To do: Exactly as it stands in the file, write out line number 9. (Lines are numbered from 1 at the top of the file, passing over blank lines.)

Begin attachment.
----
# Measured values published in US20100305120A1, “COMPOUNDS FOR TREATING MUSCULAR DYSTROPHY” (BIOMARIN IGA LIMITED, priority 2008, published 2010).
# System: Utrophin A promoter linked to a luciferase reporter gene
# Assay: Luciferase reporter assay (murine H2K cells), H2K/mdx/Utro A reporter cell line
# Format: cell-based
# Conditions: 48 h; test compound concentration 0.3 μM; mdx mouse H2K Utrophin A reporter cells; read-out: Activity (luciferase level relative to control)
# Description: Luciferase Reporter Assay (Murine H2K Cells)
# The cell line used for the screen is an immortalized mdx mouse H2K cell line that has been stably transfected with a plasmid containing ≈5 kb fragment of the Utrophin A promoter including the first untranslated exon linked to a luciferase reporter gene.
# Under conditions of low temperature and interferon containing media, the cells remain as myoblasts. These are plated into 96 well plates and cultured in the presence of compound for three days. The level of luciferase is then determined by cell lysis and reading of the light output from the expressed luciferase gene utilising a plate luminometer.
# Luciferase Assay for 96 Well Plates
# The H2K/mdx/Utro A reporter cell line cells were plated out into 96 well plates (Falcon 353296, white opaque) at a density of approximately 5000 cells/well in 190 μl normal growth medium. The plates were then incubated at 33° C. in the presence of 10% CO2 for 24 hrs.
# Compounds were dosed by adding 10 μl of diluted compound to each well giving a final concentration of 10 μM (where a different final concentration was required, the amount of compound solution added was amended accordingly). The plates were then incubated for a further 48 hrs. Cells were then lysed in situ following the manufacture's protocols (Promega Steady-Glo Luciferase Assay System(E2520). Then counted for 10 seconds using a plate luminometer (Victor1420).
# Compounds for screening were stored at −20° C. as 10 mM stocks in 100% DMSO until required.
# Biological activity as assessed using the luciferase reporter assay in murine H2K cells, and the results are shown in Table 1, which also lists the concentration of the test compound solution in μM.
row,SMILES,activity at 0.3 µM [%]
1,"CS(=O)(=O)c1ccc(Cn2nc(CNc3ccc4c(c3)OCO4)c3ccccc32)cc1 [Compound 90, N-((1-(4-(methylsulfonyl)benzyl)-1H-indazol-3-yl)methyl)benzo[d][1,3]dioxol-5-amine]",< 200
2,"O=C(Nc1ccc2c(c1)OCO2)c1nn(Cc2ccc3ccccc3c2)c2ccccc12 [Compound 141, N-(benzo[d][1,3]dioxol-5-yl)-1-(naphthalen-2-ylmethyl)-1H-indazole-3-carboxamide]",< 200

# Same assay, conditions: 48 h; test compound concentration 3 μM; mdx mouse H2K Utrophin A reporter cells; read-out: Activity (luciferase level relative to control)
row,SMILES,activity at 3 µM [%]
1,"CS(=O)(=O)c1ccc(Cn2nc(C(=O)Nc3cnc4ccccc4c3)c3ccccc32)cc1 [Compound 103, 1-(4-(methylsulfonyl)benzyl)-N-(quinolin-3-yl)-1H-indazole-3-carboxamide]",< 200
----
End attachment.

# Luciferase Assay for 96 Well Plates